Bomb-Sniffing Cyborg Locusts Can Now Successfully Detect Explosives
Research funded by the U.S. Navy could spell the end of bomb-sniffing dogs
The bad guys wanted to blow something up — but they forgot about the cyborg bugs.
Scientists funded by the United States Navy have revealed they have successfully augmented locusts and hijacked their ability to sense a wide range of chemical odors, including explosives.
According to a preprint research paper published on February 11 in BioRxiv, the insects have been used to detect gases released by substances like ammonium nitrate, commonly used by terrorist groups for bomb-making, and the military explosives TNT and RDX. Individual locusts were able to successfully sniff out incendiary material, but the results improved when the scientists compiled data from seven or more locusts, where the detection capability was distributed across a mini-swarm.
The researchers, from Washington University in St. Louis, declined to comment for this story. But their paper describes how they transformed the bugs into would-be bomb detectors by implanting electrodes into the insects’ brains. That allowed researchers to analyze the neural activity of the locusts when they encountered certain substances.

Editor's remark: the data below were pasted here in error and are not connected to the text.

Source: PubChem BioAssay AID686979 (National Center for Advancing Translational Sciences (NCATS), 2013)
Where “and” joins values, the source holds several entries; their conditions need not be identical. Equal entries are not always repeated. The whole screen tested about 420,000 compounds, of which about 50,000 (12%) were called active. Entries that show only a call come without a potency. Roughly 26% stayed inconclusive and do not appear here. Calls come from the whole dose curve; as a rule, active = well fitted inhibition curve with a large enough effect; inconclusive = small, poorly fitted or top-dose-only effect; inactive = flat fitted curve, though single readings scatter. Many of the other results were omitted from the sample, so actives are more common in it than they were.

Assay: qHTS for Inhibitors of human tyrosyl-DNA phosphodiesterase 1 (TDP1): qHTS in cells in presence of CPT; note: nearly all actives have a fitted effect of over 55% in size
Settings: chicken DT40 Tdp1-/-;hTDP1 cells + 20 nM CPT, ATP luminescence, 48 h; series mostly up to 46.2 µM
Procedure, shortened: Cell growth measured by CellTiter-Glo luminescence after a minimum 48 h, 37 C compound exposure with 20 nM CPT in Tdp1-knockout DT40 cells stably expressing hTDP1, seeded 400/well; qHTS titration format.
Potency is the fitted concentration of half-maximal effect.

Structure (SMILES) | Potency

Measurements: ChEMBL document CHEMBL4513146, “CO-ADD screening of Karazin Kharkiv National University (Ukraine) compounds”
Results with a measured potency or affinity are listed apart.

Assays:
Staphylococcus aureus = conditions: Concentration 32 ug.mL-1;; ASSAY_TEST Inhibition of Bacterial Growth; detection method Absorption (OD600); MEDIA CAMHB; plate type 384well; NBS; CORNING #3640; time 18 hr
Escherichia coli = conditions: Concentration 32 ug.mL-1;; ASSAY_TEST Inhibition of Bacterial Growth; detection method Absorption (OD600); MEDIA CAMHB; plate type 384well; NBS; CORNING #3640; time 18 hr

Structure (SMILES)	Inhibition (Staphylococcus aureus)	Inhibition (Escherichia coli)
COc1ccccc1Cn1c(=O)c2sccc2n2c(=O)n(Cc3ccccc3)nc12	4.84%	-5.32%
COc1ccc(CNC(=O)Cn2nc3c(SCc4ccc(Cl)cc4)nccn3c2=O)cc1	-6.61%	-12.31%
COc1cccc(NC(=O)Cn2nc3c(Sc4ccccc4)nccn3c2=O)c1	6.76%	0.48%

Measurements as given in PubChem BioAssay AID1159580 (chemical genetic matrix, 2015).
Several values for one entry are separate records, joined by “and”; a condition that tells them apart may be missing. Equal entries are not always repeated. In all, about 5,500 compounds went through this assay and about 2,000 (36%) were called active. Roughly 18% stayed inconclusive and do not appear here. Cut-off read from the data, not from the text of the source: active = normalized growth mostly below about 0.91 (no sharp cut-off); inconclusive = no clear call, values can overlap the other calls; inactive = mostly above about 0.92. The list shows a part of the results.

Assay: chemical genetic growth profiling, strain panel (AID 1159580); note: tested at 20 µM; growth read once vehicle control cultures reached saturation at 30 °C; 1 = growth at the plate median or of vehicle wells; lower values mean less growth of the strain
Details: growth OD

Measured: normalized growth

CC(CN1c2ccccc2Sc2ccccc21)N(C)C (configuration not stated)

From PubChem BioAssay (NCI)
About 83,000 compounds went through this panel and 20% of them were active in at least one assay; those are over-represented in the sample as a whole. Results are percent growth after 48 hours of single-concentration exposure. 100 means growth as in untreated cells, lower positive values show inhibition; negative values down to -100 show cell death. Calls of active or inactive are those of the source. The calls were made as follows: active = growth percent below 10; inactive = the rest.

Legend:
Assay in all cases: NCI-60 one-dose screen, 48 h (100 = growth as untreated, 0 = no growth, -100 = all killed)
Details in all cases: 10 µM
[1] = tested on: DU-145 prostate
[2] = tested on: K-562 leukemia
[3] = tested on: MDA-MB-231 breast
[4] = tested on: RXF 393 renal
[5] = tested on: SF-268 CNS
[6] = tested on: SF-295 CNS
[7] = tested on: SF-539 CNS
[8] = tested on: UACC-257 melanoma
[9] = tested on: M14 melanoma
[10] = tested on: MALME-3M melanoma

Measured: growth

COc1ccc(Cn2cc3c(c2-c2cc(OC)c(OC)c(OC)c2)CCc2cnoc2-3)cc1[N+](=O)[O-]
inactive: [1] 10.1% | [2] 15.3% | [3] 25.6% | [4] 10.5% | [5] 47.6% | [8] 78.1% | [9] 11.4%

Four years ago, the U.S. Office of Naval Research allocated $750,000 in funding for the project, but at the time, it was not clear whether the plan to turn locusts into bomb detection agents would actually work. The new paper suggests that some version of a biohacked locust could one day be deployed into the field.
The Washington University scientists cocooned the locusts in tiny wheeled robots that could be positioned at will.
The researchers chose to work with American locusts because they are “sturdy” and “can carry heavy payloads,” the preprint paper reveals. The real challenge was finding a way to read the locusts’ minds without subjecting them to extensive surgery. The procedure involved making a “minor” incision in the locusts’ heads that allowed the insects to continue moving their mouthparts and antennae freely afterward.